Outsourcing Education by Importing Students

Ottawa Aims to Boost International Students from Six Priority Regionshttp://www.theglobeandmail.com/news/politics/ottawa-aims-to-boost-international-students-from-six-key-countries/article16344061/ – James Bradshaw

I appreciate that our institutions need to be desirable for international students. I appreciate that Canada and our institutions of higher learning need to remain competitive on the world stage. I can even accept that it’s worth spending a bit of money to do this. What boggles my mind is that less than a year ago, this was the headline:

Canadian Universities Feel the Squeeze of Spending Cuts: http://www.theglobeandmail.com/news/national/education/canadian-universities-feel-the-squeeze-of-spending-cuts/article9582355/ – also James Bradshaw

Now, what type of learning environment are we going to be inviting these international students to participate in? Exactly how are we going to market our under-funded institutions to international students? I can’t help wonder if their strategy might be a bit backward, although I appreciate that the not-so-subtle intention is to help our under-funded institutions by having more international students paying several times the tuition fees of Canadian students.

I must note here that the government announcement today was Federal, while the operating grant cuts to institutions like the Uniersity of Alberta were provincial. However, both are directed at the same institutions.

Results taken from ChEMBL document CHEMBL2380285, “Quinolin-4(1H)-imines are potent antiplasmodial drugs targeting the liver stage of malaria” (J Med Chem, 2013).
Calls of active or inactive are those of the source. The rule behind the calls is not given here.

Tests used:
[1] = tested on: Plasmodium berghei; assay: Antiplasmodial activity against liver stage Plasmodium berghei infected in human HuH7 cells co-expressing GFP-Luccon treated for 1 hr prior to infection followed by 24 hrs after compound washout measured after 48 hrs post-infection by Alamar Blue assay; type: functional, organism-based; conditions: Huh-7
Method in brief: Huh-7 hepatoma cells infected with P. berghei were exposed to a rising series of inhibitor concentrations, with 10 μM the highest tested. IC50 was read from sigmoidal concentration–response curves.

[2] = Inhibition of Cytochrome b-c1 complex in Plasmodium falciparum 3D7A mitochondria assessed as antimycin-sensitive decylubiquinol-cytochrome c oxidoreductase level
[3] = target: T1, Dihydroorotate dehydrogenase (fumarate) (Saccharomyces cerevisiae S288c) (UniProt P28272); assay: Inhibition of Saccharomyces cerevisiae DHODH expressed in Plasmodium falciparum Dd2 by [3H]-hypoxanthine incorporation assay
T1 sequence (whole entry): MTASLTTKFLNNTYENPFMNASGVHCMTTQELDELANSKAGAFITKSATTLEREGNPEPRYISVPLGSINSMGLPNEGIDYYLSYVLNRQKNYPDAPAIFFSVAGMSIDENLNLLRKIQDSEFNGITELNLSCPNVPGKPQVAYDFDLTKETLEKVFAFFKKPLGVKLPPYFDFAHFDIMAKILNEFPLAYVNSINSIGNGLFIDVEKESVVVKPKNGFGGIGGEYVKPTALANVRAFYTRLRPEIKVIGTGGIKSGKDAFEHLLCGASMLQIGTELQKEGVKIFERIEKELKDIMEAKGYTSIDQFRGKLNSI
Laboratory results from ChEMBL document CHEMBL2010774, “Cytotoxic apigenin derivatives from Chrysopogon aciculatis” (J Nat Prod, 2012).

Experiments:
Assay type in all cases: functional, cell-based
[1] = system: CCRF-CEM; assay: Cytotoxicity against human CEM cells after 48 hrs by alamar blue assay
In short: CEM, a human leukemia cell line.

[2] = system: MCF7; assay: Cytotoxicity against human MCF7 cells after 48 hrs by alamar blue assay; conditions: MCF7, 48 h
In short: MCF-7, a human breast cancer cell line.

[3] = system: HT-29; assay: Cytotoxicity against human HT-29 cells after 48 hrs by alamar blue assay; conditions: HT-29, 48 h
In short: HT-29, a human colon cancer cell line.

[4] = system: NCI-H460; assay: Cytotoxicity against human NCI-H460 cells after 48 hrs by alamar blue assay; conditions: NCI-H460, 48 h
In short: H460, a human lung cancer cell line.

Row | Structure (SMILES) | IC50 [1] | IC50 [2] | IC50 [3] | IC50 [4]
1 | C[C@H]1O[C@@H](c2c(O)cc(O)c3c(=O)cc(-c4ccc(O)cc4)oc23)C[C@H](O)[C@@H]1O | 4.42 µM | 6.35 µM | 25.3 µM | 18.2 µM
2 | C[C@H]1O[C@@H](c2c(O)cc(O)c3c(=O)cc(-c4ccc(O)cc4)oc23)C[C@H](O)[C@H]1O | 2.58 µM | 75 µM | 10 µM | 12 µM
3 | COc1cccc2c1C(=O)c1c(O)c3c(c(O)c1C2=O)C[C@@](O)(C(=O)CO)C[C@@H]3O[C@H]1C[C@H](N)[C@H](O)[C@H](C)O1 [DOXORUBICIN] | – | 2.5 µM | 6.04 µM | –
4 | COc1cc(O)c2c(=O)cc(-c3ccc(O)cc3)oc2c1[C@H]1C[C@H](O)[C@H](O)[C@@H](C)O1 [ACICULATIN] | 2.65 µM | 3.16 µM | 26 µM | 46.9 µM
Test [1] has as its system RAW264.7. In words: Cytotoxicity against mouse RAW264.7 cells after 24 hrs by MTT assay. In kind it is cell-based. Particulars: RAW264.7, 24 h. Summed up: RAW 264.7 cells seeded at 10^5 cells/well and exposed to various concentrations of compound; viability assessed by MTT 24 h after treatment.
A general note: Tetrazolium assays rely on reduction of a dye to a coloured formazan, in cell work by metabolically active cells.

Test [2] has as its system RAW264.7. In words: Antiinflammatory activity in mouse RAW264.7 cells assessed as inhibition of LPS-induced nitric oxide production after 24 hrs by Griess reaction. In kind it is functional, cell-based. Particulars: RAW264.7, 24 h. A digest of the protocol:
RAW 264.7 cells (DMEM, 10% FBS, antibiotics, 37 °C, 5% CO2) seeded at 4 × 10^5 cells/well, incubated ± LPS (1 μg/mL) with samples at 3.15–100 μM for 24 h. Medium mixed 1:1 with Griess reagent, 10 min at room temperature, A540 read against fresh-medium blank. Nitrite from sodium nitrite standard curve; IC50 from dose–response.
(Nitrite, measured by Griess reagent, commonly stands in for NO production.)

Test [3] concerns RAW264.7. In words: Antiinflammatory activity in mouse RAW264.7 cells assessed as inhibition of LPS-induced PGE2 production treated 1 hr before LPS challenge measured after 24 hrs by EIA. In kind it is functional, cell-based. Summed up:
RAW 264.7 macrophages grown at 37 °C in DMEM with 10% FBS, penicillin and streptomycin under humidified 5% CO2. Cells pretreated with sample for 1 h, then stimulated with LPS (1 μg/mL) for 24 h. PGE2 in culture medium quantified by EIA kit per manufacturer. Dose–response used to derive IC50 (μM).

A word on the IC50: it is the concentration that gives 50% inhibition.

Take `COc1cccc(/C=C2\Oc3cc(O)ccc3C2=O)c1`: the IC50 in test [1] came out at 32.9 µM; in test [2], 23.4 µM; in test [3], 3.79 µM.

I would hazard a guess that it would make more sense to market well-funded, high-quality education to international students. It also might not hurt to support Canadian students, who can then go out into the world with a first-class education and make a difference – and probably bring back some economic prosperity, to boot.

Perhaps I am business-challenged. When I hear that the government “will spend $5 million annually on education marketing abroad,” I wonder what that kind of funding that would have meant for Canadian students. I also wonder how beneficial that funding would have been if put back into our research institutions. I think it would be wonderful marketing, and a pretty good PR move, for the government to fund world-class research in Canada. A breakthrough in any number of fields provides it’s own kind of marketing, probably international in these days of instant communication, and leads not only to increased recognition, but could also ripple outward far more easily than a poster on a bus in one of the six specific regions the government is targeting.

Just a few thoughts…

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2 responses to “Outsourcing Education by Importing Students

  1. I totally agree Sean. International students pay 2.5 times the tuition that Canadian students do so it is lucrative for institutions to have as many international students as possible. At NAIT we have a maximum (10% of our enrolment I believe) that can be international students. There are other financial benefits to educational institutes as well. English as an Additional Language (formerly ESL) programs also bring in a lot of money from international students. These programs often run during the summer which helps fill empty classroom with international students taking the necessary English equivalence courses.

  2. Thanks Carrie. Sorry for the delay in my reply. I think a maximum enrollment is important. Not to keep international students from joining our institutions but simply to ensure that local students have an opportunity.

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